The first fossils of our long-dead relative Neanderthal were discovered in 1856 in the Neander Thal, or “Neander Valley” in Germany, so he became known as Neanderthal Man.
The Neander Thal was named in honor of a minister and hymn writer, Joachim Neumann, who used to frequent the valley on nature walks in the late 17th century.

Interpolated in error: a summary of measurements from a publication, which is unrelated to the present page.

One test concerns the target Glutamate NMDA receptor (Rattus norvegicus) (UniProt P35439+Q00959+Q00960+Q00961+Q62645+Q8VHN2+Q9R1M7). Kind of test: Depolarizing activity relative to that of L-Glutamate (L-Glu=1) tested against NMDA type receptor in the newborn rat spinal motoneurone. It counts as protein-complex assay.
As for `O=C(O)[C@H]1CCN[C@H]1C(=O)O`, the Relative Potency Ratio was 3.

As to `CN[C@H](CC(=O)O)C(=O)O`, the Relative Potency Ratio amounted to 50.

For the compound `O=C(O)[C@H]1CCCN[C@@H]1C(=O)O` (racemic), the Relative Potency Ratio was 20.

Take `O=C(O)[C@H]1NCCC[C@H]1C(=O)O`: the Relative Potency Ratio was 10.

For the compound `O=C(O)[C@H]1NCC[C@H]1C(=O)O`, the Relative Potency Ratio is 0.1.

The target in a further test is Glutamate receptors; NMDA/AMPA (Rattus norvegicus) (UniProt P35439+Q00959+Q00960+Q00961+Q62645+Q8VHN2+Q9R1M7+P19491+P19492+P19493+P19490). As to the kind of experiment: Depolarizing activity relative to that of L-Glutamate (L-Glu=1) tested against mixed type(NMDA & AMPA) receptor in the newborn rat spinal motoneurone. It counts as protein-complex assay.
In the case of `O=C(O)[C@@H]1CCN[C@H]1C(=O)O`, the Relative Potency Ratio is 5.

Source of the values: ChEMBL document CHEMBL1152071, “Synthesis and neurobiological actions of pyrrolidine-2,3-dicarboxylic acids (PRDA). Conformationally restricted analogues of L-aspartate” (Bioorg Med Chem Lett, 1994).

So why didn’t they call the valley Neumann Thal? Deciding to use a pseudonym for his hymns, Neumann, whose name means “new man” in German, translated his name into Greek and got Neander, which is the name by which he became well known.
It became a strange coincidence that “New Man Valley” was named long before a new subspecies of man was discovered there.